Rene Dussaq: OSS Agent, Resistance Leader, Man of Legend:

All men are created but some men create themselves. So it was with Rene Alexander Dussaq. Born in Buenos Aires, Argentina to a Cuban diplomat in 1911, Rene Dussaq was schooled in Switzerland where he graduated college in Geneva at 18 before moving to Cuba.

In Cuba, Dussaq became an Olympic Rower, an international tennis champion, an insurance salesman, a steamship worker, a law student and a highly skilled sailor who spent 17,400 hour at sea. During the tumultuous Cuban revolutions of the 1930’s Dussaq left for America.

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Rene Dussaq in WWII

Making his way to California, Rene Dussaq became a Hollywood stuntman specializing in wing-walking, parachuting, and car crash driving. He became an associate of a movie company, worked as a deep sea diver, led an archaeological expedition to Mona Island in the Caribbean Sea, and became a professional lecturer. All before he was thirty years old.

When WWII came to America, Rene Dussaq could have sat out since he was not a US Citizen, but of course something like a World War would not keep a man like Dussaq away. He pushed aside his deferment and was drafted into the Army at age thirty. He requested service in the parachute troops, but after basic training and officer candidate school, he was assigned to the US Army Air Corp’s 58th Wing Air Photo Unit. Rene Alexander Dussaq decided he did not join the military to look at photographs and found his way into the murky world of the Office of Strategic Services (OSS), the precursor to the CIA.

In the OSS, Rene Dussaq was given the code name “Anselme” and trained to operate behind enemy lines. He jumped into France in civilian clothes two weeks before D-Day to lay the groundwork for the upcoming invasion. From May to September 1944, Dussaq trained the French Resistance, led attacks on German installations and on one occasion, bluffed the surrender of 500 enemy soldiers in the town of Issoire. He left France in September 1944 with the respect of every French Resistance fighter he met. The French told the Americans that “he may be a Lieutenant to you, but to us he is Commandant Bazooka”.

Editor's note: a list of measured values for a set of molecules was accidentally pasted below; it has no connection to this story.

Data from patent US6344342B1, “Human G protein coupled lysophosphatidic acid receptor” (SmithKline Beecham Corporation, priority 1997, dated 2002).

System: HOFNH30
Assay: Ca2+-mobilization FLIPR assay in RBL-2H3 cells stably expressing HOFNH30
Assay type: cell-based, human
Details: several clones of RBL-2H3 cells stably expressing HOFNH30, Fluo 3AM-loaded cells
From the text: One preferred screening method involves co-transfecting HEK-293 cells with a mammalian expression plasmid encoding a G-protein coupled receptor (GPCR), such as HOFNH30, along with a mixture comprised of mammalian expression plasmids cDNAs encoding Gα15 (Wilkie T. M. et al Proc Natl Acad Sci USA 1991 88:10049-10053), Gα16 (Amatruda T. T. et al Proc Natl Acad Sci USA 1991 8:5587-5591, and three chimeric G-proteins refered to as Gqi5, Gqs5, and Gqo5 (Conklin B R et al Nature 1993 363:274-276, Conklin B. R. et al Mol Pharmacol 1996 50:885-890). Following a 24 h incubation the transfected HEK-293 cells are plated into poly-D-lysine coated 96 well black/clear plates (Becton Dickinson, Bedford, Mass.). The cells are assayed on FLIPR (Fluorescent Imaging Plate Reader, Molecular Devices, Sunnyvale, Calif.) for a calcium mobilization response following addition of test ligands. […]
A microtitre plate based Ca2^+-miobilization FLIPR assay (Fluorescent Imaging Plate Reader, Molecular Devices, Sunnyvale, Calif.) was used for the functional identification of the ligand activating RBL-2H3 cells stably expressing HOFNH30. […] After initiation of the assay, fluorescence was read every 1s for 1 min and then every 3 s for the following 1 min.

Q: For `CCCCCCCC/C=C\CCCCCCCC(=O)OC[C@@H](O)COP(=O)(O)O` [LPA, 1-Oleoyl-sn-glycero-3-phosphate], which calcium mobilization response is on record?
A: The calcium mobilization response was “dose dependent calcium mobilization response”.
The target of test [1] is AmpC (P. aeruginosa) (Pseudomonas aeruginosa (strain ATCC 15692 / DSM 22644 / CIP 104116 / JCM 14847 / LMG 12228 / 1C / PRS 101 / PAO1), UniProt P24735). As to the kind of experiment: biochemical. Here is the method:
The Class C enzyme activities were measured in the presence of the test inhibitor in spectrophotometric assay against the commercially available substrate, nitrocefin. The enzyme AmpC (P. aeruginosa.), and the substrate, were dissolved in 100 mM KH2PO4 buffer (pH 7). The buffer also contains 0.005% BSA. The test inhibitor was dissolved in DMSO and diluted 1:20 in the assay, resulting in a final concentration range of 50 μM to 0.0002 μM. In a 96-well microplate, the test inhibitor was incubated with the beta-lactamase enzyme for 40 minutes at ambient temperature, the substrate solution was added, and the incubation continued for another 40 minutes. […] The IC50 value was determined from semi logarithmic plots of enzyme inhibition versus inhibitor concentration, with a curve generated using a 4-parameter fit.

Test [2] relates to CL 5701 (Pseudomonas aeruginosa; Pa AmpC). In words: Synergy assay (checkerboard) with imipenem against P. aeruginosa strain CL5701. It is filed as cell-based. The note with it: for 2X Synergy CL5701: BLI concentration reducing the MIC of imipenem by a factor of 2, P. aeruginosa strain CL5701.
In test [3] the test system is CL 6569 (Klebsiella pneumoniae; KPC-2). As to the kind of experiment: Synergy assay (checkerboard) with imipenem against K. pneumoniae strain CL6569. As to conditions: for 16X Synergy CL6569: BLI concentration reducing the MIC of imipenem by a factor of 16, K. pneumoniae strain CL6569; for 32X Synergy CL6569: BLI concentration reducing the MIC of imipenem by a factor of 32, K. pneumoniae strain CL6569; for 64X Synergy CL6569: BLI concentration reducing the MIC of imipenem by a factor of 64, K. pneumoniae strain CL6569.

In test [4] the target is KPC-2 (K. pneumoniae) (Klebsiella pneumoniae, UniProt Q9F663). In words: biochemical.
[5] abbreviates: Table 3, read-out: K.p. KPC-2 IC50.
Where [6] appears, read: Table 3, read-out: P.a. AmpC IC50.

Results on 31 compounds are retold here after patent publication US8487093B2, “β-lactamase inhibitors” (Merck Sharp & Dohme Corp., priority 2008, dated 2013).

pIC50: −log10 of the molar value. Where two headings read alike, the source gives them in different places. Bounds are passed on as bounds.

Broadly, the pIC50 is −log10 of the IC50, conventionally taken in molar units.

After leaving France, Dussaq joined the Special Allied Airborne Recon Forces (SAARF) where he trained to jump in and liberate Prisoner of War camps and later served as an intelligence officer in Germany. For his service in World War Two, he was awarded the Distinguished Service Cross, Silver Star, Croix de Guerre with palm, Purple Heart and the Combat Infantryman’s Badge.

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Dussaq in 1994 during the 50th anniversary of Normandy

After the war, Dussaq was recalled by the Air Force and participated in the Bikini Island atomic bomb tests. He was recalled a third time during the Korean War and served as a professor of military science at UC Berkeley before retiring from the military at the rank of Major. As a civilian, he was a manager at Prudential, rather ironically selling life insurance. He retired in 1976 and spent much of his time in his garden saying “when the Devil gets old, he retires to a monastery”.

In 1994, for the 50th Anniversary of the D-Day landings, Rene Dussaq, then 83, joined a group of veterans who were making a commemorative jump into Normandy. Dussaq died at age 85 from Leukemia in Southern California. An obituary published at the time told of Dussaq’s 1994 commemorative jump into France. Dussaq’s obituary states: “Dussaq caused a scare during the reenactment when strong winds blew his parachute miles away from the drop zone, out of sight of U.S. spotters in helicopters. He was later found in Saint-Mere-Eglise, drinking a glass of wine.”

Perhaps that is the best way to end on the life of Rene Dussaq, a man whose life Hollywood would have had a hard time creating.

For More About Rene Dussaq and Covert Operations in France See:

The Jedburghs: The Secret History of the Allied Special Forces, France 1944

Target JFK: The Spy Who Killed Kennedy?

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